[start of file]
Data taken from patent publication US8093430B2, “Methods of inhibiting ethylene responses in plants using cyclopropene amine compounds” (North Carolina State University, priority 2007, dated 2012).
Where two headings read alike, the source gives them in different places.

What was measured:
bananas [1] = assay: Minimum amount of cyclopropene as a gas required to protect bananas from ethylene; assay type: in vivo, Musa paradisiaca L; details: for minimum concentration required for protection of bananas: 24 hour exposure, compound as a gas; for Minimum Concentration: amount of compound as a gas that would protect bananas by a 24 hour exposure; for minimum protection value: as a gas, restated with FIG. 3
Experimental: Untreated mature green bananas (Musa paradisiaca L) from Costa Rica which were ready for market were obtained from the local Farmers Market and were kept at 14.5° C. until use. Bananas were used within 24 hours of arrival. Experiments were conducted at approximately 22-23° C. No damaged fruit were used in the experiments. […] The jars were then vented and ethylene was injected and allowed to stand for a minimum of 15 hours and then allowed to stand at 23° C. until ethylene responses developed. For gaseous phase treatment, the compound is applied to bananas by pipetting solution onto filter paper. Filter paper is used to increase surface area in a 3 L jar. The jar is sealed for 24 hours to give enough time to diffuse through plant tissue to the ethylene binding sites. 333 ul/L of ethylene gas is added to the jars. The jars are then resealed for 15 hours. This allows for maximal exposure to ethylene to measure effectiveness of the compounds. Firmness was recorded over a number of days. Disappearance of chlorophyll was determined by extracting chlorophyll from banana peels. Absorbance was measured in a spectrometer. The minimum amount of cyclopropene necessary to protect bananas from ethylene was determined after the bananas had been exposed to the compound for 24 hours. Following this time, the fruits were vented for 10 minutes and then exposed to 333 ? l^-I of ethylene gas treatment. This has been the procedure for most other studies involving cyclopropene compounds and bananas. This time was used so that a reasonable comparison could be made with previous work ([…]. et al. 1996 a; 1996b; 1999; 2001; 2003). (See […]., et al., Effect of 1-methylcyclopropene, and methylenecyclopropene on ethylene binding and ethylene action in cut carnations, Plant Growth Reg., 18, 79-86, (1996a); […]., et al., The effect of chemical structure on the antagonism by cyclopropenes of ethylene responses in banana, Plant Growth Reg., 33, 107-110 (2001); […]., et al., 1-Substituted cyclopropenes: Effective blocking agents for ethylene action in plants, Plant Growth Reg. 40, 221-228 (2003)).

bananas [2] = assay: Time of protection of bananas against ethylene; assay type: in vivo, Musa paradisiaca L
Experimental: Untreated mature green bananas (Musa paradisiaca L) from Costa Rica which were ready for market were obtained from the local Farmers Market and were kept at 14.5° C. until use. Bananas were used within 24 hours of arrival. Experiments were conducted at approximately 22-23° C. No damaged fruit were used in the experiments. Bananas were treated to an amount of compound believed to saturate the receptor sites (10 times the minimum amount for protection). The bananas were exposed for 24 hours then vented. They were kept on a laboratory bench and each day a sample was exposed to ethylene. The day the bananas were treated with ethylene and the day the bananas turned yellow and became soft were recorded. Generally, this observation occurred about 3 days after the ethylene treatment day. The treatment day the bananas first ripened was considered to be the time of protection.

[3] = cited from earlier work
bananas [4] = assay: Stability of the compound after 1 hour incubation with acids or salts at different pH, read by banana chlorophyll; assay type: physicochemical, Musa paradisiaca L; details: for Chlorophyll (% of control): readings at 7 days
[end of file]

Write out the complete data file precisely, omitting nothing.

Data taken from patent publication US8093430B2, “Methods of inhibiting ethylene responses in plants using cyclopropene amine compounds” (North Carolina State University, priority 2007, dated 2012).
Where two headings read alike, the source gives them in different places.

What was measured:
bananas [1] = assay: Minimum amount of cyclopropene as a gas required to protect bananas from ethylene; assay type: in vivo, Musa paradisiaca L; details: for minimum concentration required for protection of bananas: 24 hour exposure, compound as a gas; for Minimum Concentration: amount of compound as a gas that would protect bananas by a 24 hour exposure; for minimum protection value: as a gas, restated with FIG. 3
Experimental: Untreated mature green bananas (Musa paradisiaca L) from Costa Rica which were ready for market were obtained from the local Farmers Market and were kept at 14.5° C. until use. Bananas were used within 24 hours of arrival. Experiments were conducted at approximately 22-23° C. No damaged fruit were used in the experiments. […] The jars were then vented and ethylene was injected and allowed to stand for a minimum of 15 hours and then allowed to stand at 23° C. until ethylene responses developed. For gaseous phase treatment, the compound is applied to bananas by pipetting solution onto filter paper. Filter paper is used to increase surface area in a 3 L jar. The jar is sealed for 24 hours to give enough time to diffuse through plant tissue to the ethylene binding sites. 333 ul/L of ethylene gas is added to the jars. The jars are then resealed for 15 hours. This allows for maximal exposure to ethylene to measure effectiveness of the compounds. Firmness was recorded over a number of days. Disappearance of chlorophyll was determined by extracting chlorophyll from banana peels. Absorbance was measured in a spectrometer. The minimum amount of cyclopropene necessary to protect bananas from ethylene was determined after the bananas had been exposed to the compound for 24 hours. Following this time, the fruits were vented for 10 minutes and then exposed to 333 ? l^-I of ethylene gas treatment. This has been the procedure for most other studies involving cyclopropene compounds and bananas. This time was used so that a reasonable comparison could be made with previous work ([…]. et al. 1996 a; 1996b; 1999; 2001; 2003). (See […]., et al., Effect of 1-methylcyclopropene, and methylenecyclopropene on ethylene binding and ethylene action in cut carnations, Plant Growth Reg., 18, 79-86, (1996a); […]., et al., The effect of chemical structure on the antagonism by cyclopropenes of ethylene responses in banana, Plant Growth Reg., 33, 107-110 (2001); […]., et al., 1-Substituted cyclopropenes: Effective blocking agents for ethylene action in plants, Plant Growth Reg. 40, 221-228 (2003)).

bananas [2] = assay: Time of protection of bananas against ethylene; assay type: in vivo, Musa paradisiaca L
Experimental: Untreated mature green bananas (Musa paradisiaca L) from Costa Rica which were ready for market were obtained from the local Farmers Market and were kept at 14.5° C. until use. Bananas were used within 24 hours of arrival. Experiments were conducted at approximately 22-23° C. No damaged fruit were used in the experiments. Bananas were treated to an amount of compound believed to saturate the receptor sites (10 times the minimum amount for protection). The bananas were exposed for 24 hours then vented. They were kept on a laboratory bench and each day a sample was exposed to ethylene. The day the bananas were treated with ethylene and the day the bananas turned yellow and became soft were recorded. Generally, this observation occurred about 3 days after the ethylene treatment day. The treatment day the bananas first ripened was considered to be the time of protection.

[3] = cited from earlier work
bananas [4] = assay: Stability of the compound after 1 hour incubation with acids or salts at different pH, read by banana chlorophyll; assay type: physicochemical, Musa paradisiaca L; details: for Chlorophyll (% of control): readings at 7 days